Bonaventure Magrys magrysbo at SHU.EDU
Fri Nov 16 00:21:45 CET 2001

Last year out of about a dozen attempts, the few seadheads I'd gotten
aborted during hot weather. Probably didn't have fertile seed. 2 others, on
triphyllum, produced 6 and 8 seeds respectively. The first by nepenthoides
had 3 sprout and 1 plantlet survive to its third year with leaves a lot
like the pollen parent, before rotting. Taiwanense on triphyllum have about
4 tuberlets, very slow to resprout this year, left in the garden. (Some
Arisaemas are so damn hard to grow from seed and keep alive, rather the
seed or little seedling, first year tuber, or second year sprout seem to
die off very easily). Candidissimum on which sikokianum was placed has 1
survivor, its early years carefully nurtured by a friend. The leaf looks
suspiciously like its mother, but it may be blooming size this spring
The triphyllum for taiwanense was bloomed indoors and had no stamens
(carefully checked), likewise for the candidissimum, which was forced into
early bloom.
So far my new seedhead is holding, not fully developed yet, even through a
light frost. When I have a female triphyllum bloom in January (mid-winter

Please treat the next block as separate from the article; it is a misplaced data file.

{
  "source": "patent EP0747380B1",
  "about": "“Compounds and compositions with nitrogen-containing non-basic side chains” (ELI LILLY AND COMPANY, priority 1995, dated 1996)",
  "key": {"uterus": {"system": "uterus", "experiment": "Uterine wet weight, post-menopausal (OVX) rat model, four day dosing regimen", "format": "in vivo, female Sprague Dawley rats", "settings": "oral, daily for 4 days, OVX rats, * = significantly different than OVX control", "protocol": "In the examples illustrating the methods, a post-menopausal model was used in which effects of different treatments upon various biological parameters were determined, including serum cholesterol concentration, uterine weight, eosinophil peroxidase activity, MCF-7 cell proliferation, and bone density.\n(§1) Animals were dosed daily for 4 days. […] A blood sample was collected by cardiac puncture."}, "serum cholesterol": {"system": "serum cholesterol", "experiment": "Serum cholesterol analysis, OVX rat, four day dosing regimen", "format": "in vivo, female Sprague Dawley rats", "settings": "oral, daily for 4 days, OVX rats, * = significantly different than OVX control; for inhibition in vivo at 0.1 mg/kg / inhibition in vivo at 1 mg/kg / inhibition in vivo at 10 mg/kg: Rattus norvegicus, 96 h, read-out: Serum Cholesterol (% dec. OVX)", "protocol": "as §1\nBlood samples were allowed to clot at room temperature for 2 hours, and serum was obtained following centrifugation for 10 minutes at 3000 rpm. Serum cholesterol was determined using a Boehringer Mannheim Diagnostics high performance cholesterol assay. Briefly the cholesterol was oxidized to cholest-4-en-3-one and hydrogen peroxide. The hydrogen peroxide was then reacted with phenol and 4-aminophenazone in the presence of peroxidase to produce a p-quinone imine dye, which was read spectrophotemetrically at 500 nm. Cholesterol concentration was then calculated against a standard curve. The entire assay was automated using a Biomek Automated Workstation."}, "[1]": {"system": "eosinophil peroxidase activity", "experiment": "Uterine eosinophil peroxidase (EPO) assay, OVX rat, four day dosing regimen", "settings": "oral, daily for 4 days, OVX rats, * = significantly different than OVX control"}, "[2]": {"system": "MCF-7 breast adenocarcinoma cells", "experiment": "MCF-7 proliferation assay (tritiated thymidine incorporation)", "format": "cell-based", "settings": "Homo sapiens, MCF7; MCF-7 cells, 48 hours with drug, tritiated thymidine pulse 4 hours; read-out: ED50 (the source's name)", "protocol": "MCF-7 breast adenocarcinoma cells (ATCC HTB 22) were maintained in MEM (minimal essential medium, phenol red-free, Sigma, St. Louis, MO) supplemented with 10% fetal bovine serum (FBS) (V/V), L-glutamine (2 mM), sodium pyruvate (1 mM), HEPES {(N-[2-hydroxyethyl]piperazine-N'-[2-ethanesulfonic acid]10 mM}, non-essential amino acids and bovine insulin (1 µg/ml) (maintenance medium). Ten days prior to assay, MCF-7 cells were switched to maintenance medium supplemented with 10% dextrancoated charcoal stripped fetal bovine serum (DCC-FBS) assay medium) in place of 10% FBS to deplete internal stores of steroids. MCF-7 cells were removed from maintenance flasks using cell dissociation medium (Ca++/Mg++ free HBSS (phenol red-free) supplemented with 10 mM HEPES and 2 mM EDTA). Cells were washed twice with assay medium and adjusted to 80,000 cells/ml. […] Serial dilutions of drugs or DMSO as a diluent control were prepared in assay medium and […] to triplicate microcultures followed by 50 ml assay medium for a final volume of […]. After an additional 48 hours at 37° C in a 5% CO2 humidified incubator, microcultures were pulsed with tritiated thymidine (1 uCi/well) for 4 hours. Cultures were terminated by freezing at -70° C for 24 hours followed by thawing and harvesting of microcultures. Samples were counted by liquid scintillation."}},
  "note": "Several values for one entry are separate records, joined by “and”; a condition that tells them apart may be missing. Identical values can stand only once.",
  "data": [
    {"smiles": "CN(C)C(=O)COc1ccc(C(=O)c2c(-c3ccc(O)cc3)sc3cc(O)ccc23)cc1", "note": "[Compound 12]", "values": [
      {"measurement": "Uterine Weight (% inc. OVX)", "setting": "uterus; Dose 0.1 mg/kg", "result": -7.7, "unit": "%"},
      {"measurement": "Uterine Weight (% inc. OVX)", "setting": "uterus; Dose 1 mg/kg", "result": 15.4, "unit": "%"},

here in the northern hemisphere), or in September as in this case, there is
not much chance of being a pollinating male triphyllum bloom around.

Jai YU
<jai1 at PRIMUS.COM.       To:     ARISAEMA-L at NIC.SURFNET.NL
AU>                     cc:
Sent by:                Subject:     Re: Crosses
Enthusiast Group
(AEG) Discussion
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11/14/2001 01:28
Please respond to
Enthusiast Group
(AEG) Discussion
List (and other

Hello everyone

On the subject of crossing unrelated Arisaema species, I have tried to
impregnate A. sikokianum with pollen from A. erubesence without any success
last year. The fruits did not develop at all.
May be there are some compatibility problems between distant related
I'd be interested to know if there is any success with these kind of

Melbourne, Australia

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